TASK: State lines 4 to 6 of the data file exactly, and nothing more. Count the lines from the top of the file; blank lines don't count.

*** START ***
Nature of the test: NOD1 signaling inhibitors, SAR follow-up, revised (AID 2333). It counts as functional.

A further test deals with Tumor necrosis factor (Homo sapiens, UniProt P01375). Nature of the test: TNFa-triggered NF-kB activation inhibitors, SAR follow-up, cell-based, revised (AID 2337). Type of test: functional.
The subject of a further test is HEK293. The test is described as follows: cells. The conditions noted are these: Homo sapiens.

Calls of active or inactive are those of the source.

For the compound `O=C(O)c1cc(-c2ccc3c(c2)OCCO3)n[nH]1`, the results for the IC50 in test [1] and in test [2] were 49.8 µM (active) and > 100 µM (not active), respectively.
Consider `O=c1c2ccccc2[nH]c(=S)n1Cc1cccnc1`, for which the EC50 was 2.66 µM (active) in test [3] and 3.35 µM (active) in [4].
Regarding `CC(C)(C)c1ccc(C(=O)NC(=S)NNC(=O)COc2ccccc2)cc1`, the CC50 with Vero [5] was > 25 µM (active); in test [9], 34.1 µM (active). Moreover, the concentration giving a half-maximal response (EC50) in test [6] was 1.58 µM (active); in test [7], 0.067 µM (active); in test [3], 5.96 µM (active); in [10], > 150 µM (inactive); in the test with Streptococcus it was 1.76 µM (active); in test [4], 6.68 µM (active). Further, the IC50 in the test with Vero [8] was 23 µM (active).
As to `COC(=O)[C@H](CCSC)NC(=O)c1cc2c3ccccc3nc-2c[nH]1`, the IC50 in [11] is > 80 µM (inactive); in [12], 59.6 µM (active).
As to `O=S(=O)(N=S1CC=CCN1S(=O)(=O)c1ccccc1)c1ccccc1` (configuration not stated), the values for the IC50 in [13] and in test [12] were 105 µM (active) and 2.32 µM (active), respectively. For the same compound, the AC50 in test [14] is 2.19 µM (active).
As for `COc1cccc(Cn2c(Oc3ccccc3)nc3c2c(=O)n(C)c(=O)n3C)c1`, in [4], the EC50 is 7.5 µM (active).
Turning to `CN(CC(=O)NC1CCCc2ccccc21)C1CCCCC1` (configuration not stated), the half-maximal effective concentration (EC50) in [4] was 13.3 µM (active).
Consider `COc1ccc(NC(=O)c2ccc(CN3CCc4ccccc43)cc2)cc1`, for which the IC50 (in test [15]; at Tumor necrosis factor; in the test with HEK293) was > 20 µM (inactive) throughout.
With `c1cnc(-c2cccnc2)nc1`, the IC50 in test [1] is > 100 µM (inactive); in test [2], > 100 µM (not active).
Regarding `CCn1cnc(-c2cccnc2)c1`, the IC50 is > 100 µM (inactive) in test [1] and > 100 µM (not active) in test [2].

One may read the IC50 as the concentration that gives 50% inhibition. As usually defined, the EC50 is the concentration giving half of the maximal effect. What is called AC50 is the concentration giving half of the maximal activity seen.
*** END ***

Calls of active or inactive are those of the source.

For the compound `O=C(O)c1cc(-c2ccc3c(c2)OCCO3)n[nH]1`, the results for the IC50 in test [1] and in test [2] were 49.8 µM (active) and > 100 µM (not active), respectively.
Consider `O=c1c2ccccc2[nH]c(=S)n1Cc1cccnc1`, for which the EC50 was 2.66 µM (active) in test [3] and 3.35 µM (active) in [4].